Rodgers has bright future as elite coach if he can escape past failures

Football

Brendan Rodgers has already experienced the defining moment of his managerial career. Rightly or wrongly, the Leicester City manager’s achievements will always be viewed through the prism of what happened in spring 2014, when his Liverpool team of Steven Gerrard, Luis Suarez and Raheem Sterling stumbled on the home straight of the Premier League title race and finished second having seemed certain to end up as champions.

History has judged Rodgers harshly ever since. Despite bouncing back from his Liverpool disappointment by winning seven major honours in under three years as Celtic manager, the 48-year-old has still to convince his doubters that he has what it takes to step up to the elite level of coaches, which is why the final two weeks of the 2020-21 season have become so crucial in signposting the next stage of his career.

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If Rodgers can guide his faltering Leicester team to a top-four finish, an FA Cup final win or both, then he will have silenced his critics with an emphatic display of success. But if Leicester miss out on Champions League qualification again and lose to Chelsea at Wembley this Saturday (stream LIVE at 12 p.m. ET on ESPN+ in the U.S.), it will be hard to escape the reality of another late-season loss of form and belief under Rodgers’ management.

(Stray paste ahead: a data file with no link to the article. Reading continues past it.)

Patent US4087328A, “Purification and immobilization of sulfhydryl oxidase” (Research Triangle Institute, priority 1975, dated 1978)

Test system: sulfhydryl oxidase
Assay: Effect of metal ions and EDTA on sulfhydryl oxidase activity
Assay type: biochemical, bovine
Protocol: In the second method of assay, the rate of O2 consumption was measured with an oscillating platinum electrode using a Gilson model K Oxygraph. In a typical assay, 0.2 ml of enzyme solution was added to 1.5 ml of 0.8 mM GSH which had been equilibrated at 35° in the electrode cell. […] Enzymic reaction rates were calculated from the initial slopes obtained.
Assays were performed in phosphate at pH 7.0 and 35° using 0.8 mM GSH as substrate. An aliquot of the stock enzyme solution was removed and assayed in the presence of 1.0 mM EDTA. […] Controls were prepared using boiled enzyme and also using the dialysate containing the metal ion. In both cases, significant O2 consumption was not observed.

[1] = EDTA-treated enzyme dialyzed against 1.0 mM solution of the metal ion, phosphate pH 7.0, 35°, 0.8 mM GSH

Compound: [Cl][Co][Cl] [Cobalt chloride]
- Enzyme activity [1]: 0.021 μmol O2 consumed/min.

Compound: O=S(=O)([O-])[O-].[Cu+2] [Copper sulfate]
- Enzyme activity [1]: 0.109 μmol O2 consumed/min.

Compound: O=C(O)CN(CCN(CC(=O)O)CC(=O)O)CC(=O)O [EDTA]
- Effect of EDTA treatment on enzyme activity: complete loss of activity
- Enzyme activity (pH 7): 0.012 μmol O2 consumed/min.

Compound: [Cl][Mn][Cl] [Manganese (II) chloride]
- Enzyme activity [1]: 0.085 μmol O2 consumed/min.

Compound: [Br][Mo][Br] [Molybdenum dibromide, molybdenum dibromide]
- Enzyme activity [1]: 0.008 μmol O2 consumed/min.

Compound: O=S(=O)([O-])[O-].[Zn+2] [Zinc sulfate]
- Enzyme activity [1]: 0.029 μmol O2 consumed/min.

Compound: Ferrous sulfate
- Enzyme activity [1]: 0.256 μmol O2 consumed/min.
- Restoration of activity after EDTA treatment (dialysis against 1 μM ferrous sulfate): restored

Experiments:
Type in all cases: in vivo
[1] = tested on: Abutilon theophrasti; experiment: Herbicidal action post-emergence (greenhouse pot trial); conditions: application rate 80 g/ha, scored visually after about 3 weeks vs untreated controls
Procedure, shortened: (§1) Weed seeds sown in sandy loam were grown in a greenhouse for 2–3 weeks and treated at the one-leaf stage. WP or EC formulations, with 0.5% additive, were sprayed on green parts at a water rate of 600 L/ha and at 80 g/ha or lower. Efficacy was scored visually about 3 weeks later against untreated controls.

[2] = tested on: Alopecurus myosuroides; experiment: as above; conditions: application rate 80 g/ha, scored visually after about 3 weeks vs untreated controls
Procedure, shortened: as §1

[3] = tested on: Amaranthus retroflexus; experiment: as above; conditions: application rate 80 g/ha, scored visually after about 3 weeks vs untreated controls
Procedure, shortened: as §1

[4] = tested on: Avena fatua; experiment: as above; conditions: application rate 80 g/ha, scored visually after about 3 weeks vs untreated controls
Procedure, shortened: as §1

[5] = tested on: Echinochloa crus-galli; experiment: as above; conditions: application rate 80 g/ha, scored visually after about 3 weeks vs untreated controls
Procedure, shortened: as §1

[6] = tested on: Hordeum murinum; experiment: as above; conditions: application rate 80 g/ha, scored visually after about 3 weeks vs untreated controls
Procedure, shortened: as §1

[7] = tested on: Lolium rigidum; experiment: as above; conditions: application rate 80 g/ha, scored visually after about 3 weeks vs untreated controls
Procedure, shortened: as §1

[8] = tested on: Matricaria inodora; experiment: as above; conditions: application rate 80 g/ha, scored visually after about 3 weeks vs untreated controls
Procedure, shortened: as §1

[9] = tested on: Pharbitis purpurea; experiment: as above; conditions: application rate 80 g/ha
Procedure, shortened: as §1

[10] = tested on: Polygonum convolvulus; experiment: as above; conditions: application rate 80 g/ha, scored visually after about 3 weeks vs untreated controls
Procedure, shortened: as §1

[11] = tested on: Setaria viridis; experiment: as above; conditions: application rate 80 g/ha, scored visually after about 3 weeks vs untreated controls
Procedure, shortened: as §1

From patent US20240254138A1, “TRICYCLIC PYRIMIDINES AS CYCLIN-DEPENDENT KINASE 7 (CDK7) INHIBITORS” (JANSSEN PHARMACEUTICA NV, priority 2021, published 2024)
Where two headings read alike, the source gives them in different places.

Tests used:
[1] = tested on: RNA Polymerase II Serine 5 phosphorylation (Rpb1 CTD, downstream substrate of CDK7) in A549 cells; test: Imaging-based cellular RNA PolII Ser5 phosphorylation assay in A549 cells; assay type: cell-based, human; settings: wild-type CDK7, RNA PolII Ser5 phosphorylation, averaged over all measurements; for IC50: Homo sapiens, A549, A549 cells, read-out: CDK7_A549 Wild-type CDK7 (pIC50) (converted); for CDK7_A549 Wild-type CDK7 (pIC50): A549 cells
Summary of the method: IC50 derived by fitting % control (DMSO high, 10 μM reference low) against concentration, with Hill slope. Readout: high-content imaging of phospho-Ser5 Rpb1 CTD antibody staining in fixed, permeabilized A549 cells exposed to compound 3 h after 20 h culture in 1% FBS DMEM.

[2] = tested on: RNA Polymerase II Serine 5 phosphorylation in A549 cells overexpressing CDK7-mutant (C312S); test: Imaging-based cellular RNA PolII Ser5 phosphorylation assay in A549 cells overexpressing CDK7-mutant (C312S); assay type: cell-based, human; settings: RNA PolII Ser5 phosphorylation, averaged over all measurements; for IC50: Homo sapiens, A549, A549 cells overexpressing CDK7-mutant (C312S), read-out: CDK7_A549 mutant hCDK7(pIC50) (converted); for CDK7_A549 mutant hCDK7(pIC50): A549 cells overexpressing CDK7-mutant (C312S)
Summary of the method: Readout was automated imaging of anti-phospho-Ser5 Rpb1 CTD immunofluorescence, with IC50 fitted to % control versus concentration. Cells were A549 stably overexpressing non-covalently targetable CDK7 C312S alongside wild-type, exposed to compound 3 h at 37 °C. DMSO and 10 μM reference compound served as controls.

If Gerrard’s infamous slip against Chelsea in April 2014 was the culmination of Act 1 of Rodgers’ career — the slip allowed Demba Ba to score, setting Chelsea on course for the 2-0 win that derailed Liverpool’s title bid — Leicester’s end to this season is the key moment of Act 2.

Starting with Tuesday’s Premier League clash with Manchester United at Old Trafford, when the home side are expected to rest several players ahead of Thursday’s rearranged encounter with Liverpool, Rodgers must somehow find a way to re-ignite a season that is in danger of going horribly wrong for Leicester a year after they just missed out on Champions League qualification.

It is a simple equation in the league. Seven points from their final three games will guarantee a top-four finish. Fewer will suffice if Liverpool fail to win all four of their remaining games, but Leicester’s three final league games are against United, Chelsea and Tottenham Hotspur, which is a daunting schedule for a side who have won just two of their last seven league fixtures. So can Rodgers arrest Leicester’s slump and get the job done?

The 48-year-old can build exciting teams that play stylish football. He puts his faith in young players — Sterling at Liverpool, Wesley Fofana at Leicester — and he unquestionably improved his three previous clubs — Swansea City, Liverpool and Celtic. He is clearly following the same pattern at Leicester, who are battling for Champions League qualification for the second season in a row and preparing for their first FA Cup final since 1969.